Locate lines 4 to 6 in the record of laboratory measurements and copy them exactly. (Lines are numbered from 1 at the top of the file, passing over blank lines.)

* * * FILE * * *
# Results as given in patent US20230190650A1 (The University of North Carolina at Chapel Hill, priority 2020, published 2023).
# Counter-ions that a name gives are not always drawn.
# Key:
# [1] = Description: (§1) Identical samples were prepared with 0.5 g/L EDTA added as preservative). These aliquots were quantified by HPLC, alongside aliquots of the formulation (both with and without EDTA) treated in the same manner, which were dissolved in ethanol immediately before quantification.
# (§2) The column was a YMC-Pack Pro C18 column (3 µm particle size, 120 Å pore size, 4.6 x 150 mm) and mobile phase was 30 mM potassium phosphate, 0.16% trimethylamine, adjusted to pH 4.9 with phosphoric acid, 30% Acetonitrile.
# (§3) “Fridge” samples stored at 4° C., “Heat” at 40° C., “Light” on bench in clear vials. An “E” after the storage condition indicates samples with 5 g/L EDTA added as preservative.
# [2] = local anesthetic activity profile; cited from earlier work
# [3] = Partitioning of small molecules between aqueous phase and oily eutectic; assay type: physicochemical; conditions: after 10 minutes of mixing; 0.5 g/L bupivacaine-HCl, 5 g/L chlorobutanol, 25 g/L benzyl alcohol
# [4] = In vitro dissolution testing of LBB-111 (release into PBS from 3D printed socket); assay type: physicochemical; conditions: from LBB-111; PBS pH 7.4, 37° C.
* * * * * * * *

# [1] = Description: (§1) Identical samples were prepared with 0.5 g/L EDTA added as preservative). These aliquots were quantified by HPLC, alongside aliquots of the formulation (both with and without EDTA) treated in the same manner, which were dissolved in ethanol immediately before quantification.
# (§2) The column was a YMC-Pack Pro C18 column (3 µm particle size, 120 Å pore size, 4.6 x 150 mm) and mobile phase was 30 mM potassium phosphate, 0.16% trimethylamine, adjusted to pH 4.9 with phosphoric acid, 30% Acetonitrile.
# (§3) “Fridge” samples stored at 4° C., “Heat” at 40° C., “Light” on bench in clear vials. An “E” after the storage condition indicates samples with 5 g/L EDTA added as preservative.